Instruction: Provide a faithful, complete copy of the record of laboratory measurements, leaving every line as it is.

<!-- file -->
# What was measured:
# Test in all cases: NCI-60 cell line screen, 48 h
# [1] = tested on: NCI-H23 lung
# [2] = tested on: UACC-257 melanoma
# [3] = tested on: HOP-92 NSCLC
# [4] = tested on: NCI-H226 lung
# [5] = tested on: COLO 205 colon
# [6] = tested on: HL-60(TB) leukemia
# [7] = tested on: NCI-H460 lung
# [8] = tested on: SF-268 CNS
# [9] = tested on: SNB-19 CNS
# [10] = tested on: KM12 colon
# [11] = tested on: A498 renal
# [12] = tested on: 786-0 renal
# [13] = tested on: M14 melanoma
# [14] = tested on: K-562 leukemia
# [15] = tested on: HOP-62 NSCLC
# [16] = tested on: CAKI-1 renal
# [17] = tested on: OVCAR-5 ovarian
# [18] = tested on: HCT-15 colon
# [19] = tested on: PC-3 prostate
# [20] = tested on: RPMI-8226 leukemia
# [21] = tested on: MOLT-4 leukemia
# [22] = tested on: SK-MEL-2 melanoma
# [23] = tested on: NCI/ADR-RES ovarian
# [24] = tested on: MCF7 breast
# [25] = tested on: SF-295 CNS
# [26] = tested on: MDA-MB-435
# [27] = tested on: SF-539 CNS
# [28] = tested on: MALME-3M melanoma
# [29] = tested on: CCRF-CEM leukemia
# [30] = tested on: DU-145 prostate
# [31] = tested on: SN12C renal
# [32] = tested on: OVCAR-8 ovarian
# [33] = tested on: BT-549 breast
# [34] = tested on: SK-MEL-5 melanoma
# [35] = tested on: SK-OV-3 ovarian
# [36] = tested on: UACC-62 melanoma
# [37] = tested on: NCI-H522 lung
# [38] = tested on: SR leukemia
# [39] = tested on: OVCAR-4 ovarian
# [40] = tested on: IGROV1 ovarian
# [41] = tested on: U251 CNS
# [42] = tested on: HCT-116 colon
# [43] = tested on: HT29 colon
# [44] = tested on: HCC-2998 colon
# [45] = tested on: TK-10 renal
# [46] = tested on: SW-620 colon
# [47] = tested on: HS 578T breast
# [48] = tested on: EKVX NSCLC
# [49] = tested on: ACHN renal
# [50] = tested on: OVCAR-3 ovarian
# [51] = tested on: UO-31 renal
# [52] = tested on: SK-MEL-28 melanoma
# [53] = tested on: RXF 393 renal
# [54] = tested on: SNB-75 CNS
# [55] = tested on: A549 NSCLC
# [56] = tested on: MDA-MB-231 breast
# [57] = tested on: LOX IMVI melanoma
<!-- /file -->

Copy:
# What was measured:
# Test in all cases: NCI-60 cell line screen, 48 h
# [1] = tested on: NCI-H23 lung
# [2] = tested on: UACC-257 melanoma
# [3] = tested on: HOP-92 NSCLC
# [4] = tested on: NCI-H226 lung
# [5] = tested on: COLO 205 colon
# [6] = tested on: HL-60(TB) leukemia
# [7] = tested on: NCI-H460 lung
# [8] = tested on: SF-268 CNS
# [9] = tested on: SNB-19 CNS
# [10] = tested on: KM12 colon
# [11] = tested on: A498 renal
# [12] = tested on: 786-0 renal
# [13] = tested on: M14 melanoma
# [14] = tested on: K-562 leukemia
# [15] = tested on: HOP-62 NSCLC
# [16] = tested on: CAKI-1 renal
# [17] = tested on: OVCAR-5 ovarian
# [18] = tested on: HCT-15 colon
# [19] = tested on: PC-3 prostate
# [20] = tested on: RPMI-8226 leukemia
# [21] = tested on: MOLT-4 leukemia
# [22] = tested on: SK-MEL-2 melanoma
# [23] = tested on: NCI/ADR-RES ovarian
# [24] = tested on: MCF7 breast
# [25] = tested on: SF-295 CNS
# [26] = tested on: MDA-MB-435
# [27] = tested on: SF-539 CNS
# [28] = tested on: MALME-3M melanoma
# [29] = tested on: CCRF-CEM leukemia
# [30] = tested on: DU-145 prostate
# [31] = tested on: SN12C renal
# [32] = tested on: OVCAR-8 ovarian
# [33] = tested on: BT-549 breast
# [34] = tested on: SK-MEL-5 melanoma
# [35] = tested on: SK-OV-3 ovarian
# [36] = tested on: UACC-62 melanoma
# [37] = tested on: NCI-H522 lung
# [38] = tested on: SR leukemia
# [39] = tested on: OVCAR-4 ovarian
# [40] = tested on: IGROV1 ovarian
# [41] = tested on: U251 CNS
# [42] = tested on: HCT-116 colon
# [43] = tested on: HT29 colon
# [44] = tested on: HCC-2998 colon
# [45] = tested on: TK-10 renal
# [46] = tested on: SW-620 colon
# [47] = tested on: HS 578T breast
# [48] = tested on: EKVX NSCLC
# [49] = tested on: ACHN renal
# [50] = tested on: OVCAR-3 ovarian
# [51] = tested on: UO-31 renal
# [52] = tested on: SK-MEL-28 melanoma
# [53] = tested on: RXF 393 renal
# [54] = tested on: SNB-75 CNS
# [55] = tested on: A549 NSCLC
# [56] = tested on: MDA-MB-231 breast
# [57] = tested on: LOX IMVI melanoma